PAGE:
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Millennium Post

Block the goddamn websites!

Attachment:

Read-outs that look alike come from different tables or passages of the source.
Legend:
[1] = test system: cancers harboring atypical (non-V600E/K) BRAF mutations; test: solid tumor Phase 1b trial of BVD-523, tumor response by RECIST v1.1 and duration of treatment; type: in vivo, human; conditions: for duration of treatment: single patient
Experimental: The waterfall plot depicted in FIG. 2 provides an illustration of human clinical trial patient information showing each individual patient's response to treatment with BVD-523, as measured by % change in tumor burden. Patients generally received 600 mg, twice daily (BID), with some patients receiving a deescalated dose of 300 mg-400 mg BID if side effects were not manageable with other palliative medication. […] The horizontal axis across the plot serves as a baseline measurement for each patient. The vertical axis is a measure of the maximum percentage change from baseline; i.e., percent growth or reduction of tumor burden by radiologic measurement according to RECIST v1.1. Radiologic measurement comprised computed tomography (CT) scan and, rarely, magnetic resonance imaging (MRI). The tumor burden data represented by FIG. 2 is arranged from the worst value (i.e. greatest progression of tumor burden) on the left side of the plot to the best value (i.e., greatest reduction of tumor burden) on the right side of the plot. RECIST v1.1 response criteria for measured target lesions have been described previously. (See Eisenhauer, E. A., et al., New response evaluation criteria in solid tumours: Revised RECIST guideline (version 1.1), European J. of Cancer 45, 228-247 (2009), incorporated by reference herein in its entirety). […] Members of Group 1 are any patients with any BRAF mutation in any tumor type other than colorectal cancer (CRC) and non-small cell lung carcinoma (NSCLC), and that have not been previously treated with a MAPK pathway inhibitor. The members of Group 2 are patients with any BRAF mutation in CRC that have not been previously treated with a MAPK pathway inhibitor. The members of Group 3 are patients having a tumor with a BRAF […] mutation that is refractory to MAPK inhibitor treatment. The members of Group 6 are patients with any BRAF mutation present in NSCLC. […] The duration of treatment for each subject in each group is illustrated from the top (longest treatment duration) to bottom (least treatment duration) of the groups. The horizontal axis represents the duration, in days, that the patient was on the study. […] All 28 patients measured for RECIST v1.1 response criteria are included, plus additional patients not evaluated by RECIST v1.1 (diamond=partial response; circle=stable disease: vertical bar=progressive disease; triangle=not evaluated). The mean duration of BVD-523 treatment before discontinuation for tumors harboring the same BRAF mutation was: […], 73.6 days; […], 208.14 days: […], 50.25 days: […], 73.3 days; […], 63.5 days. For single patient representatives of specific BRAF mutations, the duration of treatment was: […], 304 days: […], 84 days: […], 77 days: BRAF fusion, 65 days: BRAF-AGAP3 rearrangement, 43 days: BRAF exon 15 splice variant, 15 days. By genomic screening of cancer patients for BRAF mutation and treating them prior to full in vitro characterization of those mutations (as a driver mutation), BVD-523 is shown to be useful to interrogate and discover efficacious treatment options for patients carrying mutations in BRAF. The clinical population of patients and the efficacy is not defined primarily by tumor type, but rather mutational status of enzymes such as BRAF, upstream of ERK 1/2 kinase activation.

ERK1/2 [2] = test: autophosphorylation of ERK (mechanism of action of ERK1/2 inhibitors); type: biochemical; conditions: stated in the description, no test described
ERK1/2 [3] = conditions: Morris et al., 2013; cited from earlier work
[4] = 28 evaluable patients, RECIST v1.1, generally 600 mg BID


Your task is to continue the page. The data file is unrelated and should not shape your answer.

Web logs are the prized platform of an online lynch mob spouting liberty but spewing lies, libel and invective. Their potent allies in this pursuit include Google and Yahoo. wrote Daniel Lyons some years back, in a classic Forbes cover story titled Attack of the Blogs. As the senior editor of Forbes then, Dan was simply expressing his extreme frustration at the utter nastiness of the Internet community, which seemed to have a super-majority of calumnious commentators, who thrived on the faceless protection that the net provided in order to leave shamefully slanderous and defamatory comments left, right and center. Cut to the present, and the situation has sickeningly worsened. Not just globally, but perhaps more so in the Indian perspective. Take a quick ‘surf’ across various pages of the Internet and it would not be hard for one to realise that every fourth or fifth page is filled up with some or the other pejoratively aberrant content against respectable individuals and companies posted by untraceable, incognito and spiteful writers. From four-letter words to bigoted slanders to sexist comments to racist attacks to clearly inflammatory and libelous material, the net is now so completely full of criminally damnable statements that one starts wondering why the authorities haven’t woken up to act on this issue with the greatest speed. In case of profiles of meritorious organisations or individuals, this ratio of deprecating content put up by abusive users often shoots up to almost every second page. Internet hooliganism, as I describe it, is the most contemptible character of the modern technology era, where it doesn’t matter how respectable you are or what your organisation is, or how you sincerely worked throughout the past many decades – irrespective of all that, you will be attacked anonymously with false statements that will make you cringe for a lifetime and with almost no hope for any recourse. As per a 2011 report titled,